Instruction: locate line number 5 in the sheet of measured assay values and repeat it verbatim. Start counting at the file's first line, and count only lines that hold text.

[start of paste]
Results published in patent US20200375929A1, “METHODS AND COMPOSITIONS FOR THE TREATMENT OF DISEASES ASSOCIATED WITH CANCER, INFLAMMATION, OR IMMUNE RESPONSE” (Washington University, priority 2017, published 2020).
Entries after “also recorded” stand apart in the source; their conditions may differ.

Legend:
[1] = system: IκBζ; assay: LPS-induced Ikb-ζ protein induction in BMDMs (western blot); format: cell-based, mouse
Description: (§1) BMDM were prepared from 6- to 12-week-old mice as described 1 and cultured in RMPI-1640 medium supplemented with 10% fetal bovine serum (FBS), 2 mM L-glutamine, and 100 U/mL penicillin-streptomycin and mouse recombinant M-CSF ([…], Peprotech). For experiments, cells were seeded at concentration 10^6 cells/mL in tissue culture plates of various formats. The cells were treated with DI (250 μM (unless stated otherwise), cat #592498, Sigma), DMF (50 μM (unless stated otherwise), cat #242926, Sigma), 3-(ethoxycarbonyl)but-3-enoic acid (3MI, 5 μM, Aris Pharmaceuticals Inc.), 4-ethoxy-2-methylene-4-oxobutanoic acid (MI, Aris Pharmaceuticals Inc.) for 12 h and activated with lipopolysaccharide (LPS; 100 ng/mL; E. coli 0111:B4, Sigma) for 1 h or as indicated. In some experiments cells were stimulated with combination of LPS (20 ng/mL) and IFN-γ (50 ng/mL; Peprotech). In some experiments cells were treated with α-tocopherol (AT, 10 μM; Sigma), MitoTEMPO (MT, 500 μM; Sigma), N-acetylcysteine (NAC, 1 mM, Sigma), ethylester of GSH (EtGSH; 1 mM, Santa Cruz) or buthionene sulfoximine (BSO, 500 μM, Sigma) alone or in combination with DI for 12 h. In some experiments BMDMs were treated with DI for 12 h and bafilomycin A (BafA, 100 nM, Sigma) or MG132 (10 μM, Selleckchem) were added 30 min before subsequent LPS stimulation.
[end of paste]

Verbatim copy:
Description: (§1) BMDM were prepared from 6- to 12-week-old mice as described 1 and cultured in RMPI-1640 medium supplemented with 10% fetal bovine serum (FBS), 2 mM L-glutamine, and 100 U/mL penicillin-streptomycin and mouse recombinant M-CSF ([…], Peprotech). For experiments, cells were seeded at concentration 10^6 cells/mL in tissue culture plates of various formats. The cells were treated with DI (250 μM (unless stated otherwise), cat #592498, Sigma), DMF (50 μM (unless stated otherwise), cat #242926, Sigma), 3-(ethoxycarbonyl)but-3-enoic acid (3MI, 5 μM, Aris Pharmaceuticals Inc.), 4-ethoxy-2-methylene-4-oxobutanoic acid (MI, Aris Pharmaceuticals Inc.) for 12 h and activated with lipopolysaccharide (LPS; 100 ng/mL; E. coli 0111:B4, Sigma) for 1 h or as indicated. In some experiments cells were stimulated with combination of LPS (20 ng/mL) and IFN-γ (50 ng/mL; Peprotech). In some experiments cells were treated with α-tocopherol (AT, 10 μM; Sigma), MitoTEMPO (MT, 500 μM; Sigma), N-acetylcysteine (NAC, 1 mM, Sigma), ethylester of GSH (EtGSH; 1 mM, Santa Cruz) or buthionene sulfoximine (BSO, 500 μM, Sigma) alone or in combination with DI for 12 h. In some experiments BMDMs were treated with DI for 12 h and bafilomycin A (BafA, 100 nM, Sigma) or MG132 (10 μM, Selleckchem) were added 30 min before subsequent LPS stimulation.